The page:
Before sliding off into a gushy review of Three, let’s take a peek at the Johnnie To’s last trip to a hospital in his film Help!!!. Remember that film? Most don’t.

The popularity of Help!!! seems to surround scene in the trailer where the cast reveals their bras. Kozo of Lovehkfilm.com described the film as “better than a Wong Jing film”, and accurately states that it’s not saying much.

But we’re here to talk about Three. Although early reviews described the film as an action film, it’s more of a thrilling crime melodrama set in a hospital. We are introduced to Dr. Tong Qian (Vicki Zhao), a neuro-surgeon at a hospital. Her record doesn’t seem to be great as of late, as she deals with patients who are either paralyzed or have entered a vegetative state. Qian is lead to a more difficult situation when a cocky criminal Zhang Lixin (an enjoyably hammy Wallace Chung) is brought to the hospital with a bullet logged in his head. He’s accompanied by Johnnie To regular Louis Koo as Inspector Chen, who is interrogating Lixin. Chung’s character has other plans in the hospital, as he is organizing crimes with his fellow gangsters who are robbing banks and even threatening to blow up the hospital (shades of Hard Boiled?). Sounds good, right?

Lo_Hoi-Pang

How can you hate this face?

The film is a bit scattershot. The main plot had a lot of twists and turns which do not seem to affect the main characters enough and some side stories seem to remain more fresh in my mind. Lo Hoi-Pang steals the show as enthusiastic patient who runs around stealing keys. Three screenwriters, with only one To regular, may make a weird stew for a film, but I don’t think Hong Kong cinema fans will mind. Let’s compare this film to another enjoyable but very different flick from Hong Kong, SPL2: A Time for Consequences. Narratively, they are all over the place, which could leave into a confusing watch. However, both films deliver what a genre promises. For the most part, SPL2 provides the action and enough narrative in between to tie it together without being dull. Three is genuinely exciting and thrilling. It contains the strong acting, stylised cinematography, humor (Lam Suet gets stabbed in his arse (shades of…Eastern Condors?)), and troubled heroes and devious gangsters that you would expect in a Johnnie To production. Is it as structured as well as Exiled or the Election films? Not really, but it does deliver the goods despite the narrative confusion and in the hands of less talented director, cinematographer and cast this would crumble. Johnnie To is a director who has a strong enough team that he can overcome the occasionally dodgy script if he at least seems comfortable with the material. I like to assume this is why films like Three work and will find an audience, while Help!!! will only remain on a To completist’s shelf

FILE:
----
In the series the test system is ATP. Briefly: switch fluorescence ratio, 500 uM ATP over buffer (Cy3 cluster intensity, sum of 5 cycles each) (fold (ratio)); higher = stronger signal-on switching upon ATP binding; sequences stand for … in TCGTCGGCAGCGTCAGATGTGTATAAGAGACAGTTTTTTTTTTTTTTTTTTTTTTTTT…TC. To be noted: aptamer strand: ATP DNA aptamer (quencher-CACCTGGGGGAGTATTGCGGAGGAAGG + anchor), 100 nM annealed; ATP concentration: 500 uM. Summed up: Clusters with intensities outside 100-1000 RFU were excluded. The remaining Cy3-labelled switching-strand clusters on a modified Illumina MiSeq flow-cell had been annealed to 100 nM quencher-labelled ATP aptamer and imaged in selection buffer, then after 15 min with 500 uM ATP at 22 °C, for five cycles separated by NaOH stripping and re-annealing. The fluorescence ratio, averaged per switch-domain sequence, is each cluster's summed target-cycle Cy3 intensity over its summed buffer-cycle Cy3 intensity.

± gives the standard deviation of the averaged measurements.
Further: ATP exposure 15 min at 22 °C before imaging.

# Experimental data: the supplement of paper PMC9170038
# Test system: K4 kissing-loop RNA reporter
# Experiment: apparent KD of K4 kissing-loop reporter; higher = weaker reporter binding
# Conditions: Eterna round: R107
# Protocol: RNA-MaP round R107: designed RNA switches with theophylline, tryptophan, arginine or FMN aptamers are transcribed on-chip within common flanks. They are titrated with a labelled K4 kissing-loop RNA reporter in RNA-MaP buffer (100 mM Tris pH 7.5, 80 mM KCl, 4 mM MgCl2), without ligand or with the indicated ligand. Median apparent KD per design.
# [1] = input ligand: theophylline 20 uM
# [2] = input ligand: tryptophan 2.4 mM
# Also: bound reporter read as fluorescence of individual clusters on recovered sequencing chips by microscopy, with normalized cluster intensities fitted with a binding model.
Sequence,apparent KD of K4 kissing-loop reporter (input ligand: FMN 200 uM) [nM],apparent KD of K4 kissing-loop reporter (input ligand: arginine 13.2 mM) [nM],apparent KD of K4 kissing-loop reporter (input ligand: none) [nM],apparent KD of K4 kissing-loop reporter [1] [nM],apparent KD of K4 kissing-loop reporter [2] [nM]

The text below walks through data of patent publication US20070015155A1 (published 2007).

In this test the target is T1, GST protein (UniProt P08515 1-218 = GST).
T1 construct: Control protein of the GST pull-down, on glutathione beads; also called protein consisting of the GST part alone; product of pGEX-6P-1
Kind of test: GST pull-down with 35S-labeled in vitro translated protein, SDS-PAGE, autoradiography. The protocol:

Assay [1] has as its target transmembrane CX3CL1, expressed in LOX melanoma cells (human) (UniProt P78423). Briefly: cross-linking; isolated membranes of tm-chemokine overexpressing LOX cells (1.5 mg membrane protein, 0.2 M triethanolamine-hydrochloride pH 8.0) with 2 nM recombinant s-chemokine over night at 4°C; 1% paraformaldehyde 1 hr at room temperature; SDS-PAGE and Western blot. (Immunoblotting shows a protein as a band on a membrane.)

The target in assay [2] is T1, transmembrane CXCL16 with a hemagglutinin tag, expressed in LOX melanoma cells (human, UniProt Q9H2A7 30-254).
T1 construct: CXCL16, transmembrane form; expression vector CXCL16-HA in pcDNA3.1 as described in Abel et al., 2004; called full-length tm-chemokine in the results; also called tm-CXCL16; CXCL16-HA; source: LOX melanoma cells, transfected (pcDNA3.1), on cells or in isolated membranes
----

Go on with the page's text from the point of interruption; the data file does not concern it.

If you are still reading this far into the review, I’ll assume you are a enthusiastic To fan, or at least curious enough to enter the fandom. There’s been criticism about the excessive CG at the end of the film, but I’d have to say that it isn’t nearly as glaring as the beer can in Exiled. What does stick out like a sore thumb is a cliffhanger scene where certain cast members are hanging for their lives in front of the dreaded green screen void. It’s entirely unconvincing and makes you miss the days where Hong Kong would have real actors in near death situations at twice the height.

Beyond that, Three is a unique new entry for To, that could easily creep into the secondary favourites lists that also include other non typical To films such as Sparrow, Needing You and Office.